The idea that corporate boards and managements work for the shareholders is a controversial one, but it's certainly not one that's reflected in how institutions are structured. Shareholders who want to fire board members can vote against them, but, as CommonWealth shows, that vote can be ignored. Shareholders who really want to fire board members can nominate alternatives, but to do so they need to run a proxy contest with significant expense and legal headache. For some years the SEC has made burbling noises about "proxy access," which would require companies to put shareholder board nominees in the proxy in limited circumstances, but those noises haven't really led anywhere. Shareholders who want to fire Jamie Dimon as chairman but keep him on as CEO can do, in round numbers, nothing, though of course there's a nonbinding vote with unbalanced access to the results to make them feel better about it. The only sure fix is to just buy the company, and even that is pretty easy to prevent with poison pills and whatever CommonWealth has gotten up to.
That state of affairs, understandably, bothers some shareholders, who would prefer to be more important. "At least tell us how our meaningless vote is going!"3 So you get a lot of passionate fighting over symbols. DealBook notes:
For JPMorgan, a yes vote would put pressure on JPMorgan’s board to split the two roles. Management would not be required to do anything with the results, but failure to take some course of action could lead to more unrest at the bank.
Shareholders are pissed off, and this latest denial of access to the tabulations has made them more pissed off, and if the board ignores their nonbinding vote they'll get even more pissed off, and then ... hmm. More nonbinding votes, probably.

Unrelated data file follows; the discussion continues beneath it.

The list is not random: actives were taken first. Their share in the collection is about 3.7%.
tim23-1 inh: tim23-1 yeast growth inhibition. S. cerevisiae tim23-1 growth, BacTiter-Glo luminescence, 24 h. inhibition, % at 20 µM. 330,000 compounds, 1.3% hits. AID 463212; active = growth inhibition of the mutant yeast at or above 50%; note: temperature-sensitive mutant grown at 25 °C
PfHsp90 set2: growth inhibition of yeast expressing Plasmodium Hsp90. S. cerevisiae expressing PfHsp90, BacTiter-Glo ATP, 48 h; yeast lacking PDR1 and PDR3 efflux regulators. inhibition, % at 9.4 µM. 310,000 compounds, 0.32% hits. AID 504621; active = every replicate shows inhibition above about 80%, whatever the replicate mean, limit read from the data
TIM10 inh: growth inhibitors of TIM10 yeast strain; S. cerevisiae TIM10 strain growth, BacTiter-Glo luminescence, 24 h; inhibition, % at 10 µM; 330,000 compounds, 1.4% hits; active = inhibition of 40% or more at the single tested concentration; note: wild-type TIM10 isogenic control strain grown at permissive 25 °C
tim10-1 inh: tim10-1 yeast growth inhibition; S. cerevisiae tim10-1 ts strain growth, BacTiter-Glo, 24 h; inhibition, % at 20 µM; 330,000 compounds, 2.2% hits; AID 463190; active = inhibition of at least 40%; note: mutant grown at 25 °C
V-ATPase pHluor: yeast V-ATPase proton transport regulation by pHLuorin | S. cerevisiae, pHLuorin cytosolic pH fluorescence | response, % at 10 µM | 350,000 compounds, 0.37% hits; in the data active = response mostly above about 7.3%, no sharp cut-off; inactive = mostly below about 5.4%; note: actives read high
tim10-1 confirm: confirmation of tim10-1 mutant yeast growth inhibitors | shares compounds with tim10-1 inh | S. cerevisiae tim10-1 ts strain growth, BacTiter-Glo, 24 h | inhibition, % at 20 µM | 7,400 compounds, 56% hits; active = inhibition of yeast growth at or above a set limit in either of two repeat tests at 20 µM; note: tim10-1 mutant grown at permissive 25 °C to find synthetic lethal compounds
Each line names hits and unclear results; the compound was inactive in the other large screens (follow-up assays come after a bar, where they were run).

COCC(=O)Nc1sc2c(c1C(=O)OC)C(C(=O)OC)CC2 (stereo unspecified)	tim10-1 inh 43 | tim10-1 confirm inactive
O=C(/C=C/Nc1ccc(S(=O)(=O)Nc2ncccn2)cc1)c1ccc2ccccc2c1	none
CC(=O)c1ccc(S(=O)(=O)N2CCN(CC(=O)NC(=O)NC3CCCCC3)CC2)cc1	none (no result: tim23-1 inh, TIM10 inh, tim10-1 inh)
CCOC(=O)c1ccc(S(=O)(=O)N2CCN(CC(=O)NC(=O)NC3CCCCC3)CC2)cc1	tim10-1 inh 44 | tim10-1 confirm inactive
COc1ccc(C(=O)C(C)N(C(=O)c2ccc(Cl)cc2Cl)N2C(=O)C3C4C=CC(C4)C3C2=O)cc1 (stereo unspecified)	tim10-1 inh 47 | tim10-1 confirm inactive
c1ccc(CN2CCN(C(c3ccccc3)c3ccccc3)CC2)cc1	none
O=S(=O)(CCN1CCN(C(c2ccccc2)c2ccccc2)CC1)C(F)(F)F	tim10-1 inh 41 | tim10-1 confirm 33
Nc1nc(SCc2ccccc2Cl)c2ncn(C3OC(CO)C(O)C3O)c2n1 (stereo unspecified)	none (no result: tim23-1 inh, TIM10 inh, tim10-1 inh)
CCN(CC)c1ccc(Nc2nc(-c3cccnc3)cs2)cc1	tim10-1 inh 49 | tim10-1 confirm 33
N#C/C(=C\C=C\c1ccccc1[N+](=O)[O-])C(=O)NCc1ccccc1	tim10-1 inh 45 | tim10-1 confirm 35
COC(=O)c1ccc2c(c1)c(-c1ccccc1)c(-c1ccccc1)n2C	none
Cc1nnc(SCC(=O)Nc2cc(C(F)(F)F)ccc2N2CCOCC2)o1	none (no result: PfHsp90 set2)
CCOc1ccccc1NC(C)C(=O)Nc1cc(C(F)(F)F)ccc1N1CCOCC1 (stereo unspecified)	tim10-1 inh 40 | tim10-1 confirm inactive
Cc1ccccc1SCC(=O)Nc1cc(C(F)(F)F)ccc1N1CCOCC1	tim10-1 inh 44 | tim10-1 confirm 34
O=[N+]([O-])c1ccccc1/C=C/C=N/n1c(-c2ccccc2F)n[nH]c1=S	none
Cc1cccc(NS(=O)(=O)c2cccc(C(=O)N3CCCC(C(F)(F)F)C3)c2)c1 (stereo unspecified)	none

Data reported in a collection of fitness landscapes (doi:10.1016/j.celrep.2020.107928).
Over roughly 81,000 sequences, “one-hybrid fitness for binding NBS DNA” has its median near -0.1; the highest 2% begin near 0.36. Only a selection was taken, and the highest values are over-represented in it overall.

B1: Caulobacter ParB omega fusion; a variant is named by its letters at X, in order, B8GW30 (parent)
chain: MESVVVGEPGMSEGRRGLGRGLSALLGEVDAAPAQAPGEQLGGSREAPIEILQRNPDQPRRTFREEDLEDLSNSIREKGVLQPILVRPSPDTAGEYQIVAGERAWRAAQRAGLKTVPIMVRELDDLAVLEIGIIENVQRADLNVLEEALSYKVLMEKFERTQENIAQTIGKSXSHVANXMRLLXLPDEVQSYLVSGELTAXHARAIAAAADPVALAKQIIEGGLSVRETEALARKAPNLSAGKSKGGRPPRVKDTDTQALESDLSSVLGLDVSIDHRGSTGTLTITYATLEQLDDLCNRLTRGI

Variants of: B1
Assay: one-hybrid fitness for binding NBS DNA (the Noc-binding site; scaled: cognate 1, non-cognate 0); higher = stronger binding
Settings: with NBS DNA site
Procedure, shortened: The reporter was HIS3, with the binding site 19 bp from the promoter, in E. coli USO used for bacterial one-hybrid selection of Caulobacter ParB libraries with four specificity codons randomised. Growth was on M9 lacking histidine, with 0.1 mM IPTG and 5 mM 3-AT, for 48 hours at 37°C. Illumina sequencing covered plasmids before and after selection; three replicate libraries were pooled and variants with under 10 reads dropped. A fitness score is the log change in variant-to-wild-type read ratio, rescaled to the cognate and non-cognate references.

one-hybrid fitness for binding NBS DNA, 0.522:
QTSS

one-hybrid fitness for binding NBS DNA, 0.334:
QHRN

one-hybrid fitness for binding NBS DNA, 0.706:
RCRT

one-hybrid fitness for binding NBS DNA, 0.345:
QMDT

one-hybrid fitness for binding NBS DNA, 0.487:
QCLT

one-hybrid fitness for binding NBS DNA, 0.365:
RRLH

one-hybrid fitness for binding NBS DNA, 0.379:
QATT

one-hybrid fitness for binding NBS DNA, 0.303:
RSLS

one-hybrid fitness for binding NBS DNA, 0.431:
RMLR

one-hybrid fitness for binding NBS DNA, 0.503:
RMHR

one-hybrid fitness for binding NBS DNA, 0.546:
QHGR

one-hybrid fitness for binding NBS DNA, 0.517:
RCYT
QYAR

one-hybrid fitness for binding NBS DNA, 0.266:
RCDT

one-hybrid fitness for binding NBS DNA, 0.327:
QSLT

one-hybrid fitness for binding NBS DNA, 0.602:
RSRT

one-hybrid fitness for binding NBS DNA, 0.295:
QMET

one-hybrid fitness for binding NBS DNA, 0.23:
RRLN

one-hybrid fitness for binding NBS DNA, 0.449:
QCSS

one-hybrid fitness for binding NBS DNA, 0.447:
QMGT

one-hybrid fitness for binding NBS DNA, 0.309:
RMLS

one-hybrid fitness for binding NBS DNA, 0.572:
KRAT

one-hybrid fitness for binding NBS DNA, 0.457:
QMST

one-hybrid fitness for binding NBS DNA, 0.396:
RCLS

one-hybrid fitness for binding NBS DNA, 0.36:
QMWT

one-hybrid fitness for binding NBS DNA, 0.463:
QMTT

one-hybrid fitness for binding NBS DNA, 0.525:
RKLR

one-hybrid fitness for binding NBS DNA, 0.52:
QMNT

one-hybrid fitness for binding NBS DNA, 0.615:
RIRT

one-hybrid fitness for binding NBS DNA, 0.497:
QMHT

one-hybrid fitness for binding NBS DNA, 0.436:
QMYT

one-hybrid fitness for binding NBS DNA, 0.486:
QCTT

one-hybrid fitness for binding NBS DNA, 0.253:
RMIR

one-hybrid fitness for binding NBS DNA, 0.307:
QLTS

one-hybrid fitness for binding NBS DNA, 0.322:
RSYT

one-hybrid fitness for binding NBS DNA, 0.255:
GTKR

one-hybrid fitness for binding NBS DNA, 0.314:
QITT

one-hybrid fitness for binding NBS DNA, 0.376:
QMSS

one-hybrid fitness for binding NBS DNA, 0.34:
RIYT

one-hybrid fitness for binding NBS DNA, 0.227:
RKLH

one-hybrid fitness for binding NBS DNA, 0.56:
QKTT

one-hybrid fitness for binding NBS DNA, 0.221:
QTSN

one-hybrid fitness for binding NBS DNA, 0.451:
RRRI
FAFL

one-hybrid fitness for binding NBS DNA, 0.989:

2.That said: like, I'm genuinely surprised to learn that Broadridge was providing vote tallies to shareholder proposal sponsors, because I'd have expected brokers to prioritize the interests of corporate issuers (who pay banking fees etc.) over the interests of shareholder proponents (who tend to be small-time governance scolds, not, like, Bill Ackman and Carl Icahn). But they were providing those tallies. And they stopped last week. Because SIFMA told them to. IT'S A LITTLE SUSPICIOUS. SIFMA was cool with it when the proponents were going after SIFMA members' clients, but going after JPMorgan was a step too far.
3.Like: if I'm CtW Investment Group, I'd probably call JPMorgan and demand, and try to get other shareholders to demand, that JPMorgan release the vote tabulations to the proponents, or to shareholders more generally. (Presumably that's what's going on with this DealBook article.) There's nothing stopping JPMorgan from giving out the information, even if Broadridge stopped. Their failure to do that is a governance question, same as their failure to separate chairman and CEO: they're making a decision that is, in the traditional governance-scold sense, "not shareholder friendly." Of course the problem is that no one's going to call JPMorgan and convincingly threaten "if you don't release the tabulations I'm going to vote in favor of the proposal to de-chairmanize Jamie." Because anyone who's actually pissed off about this sort of administrative nonsense was already going to vote in favor. JPMorgan hasn't alienated anyone new by doing this.